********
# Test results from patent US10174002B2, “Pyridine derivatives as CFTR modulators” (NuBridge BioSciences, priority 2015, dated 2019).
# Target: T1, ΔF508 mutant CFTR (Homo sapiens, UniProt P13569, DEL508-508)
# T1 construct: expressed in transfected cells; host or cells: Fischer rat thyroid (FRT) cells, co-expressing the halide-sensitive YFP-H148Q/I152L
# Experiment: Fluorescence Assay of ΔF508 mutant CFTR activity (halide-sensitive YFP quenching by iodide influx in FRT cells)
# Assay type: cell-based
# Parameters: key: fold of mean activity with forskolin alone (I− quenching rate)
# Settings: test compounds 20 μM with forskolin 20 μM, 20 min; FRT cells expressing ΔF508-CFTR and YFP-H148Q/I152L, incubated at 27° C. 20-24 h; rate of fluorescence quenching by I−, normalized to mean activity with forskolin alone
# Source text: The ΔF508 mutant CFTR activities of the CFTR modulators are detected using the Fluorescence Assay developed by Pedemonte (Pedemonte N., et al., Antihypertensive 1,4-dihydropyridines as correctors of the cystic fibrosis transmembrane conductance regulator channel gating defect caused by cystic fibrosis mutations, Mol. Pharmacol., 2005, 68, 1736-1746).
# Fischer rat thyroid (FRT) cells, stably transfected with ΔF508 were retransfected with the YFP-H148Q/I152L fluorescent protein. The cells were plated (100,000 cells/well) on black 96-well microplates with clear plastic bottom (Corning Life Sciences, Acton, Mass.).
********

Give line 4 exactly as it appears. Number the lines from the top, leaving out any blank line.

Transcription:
# Experiment: Fluorescence Assay of ΔF508 mutant CFTR activity (halide-sensitive YFP quenching by iodide influx in FRT cells)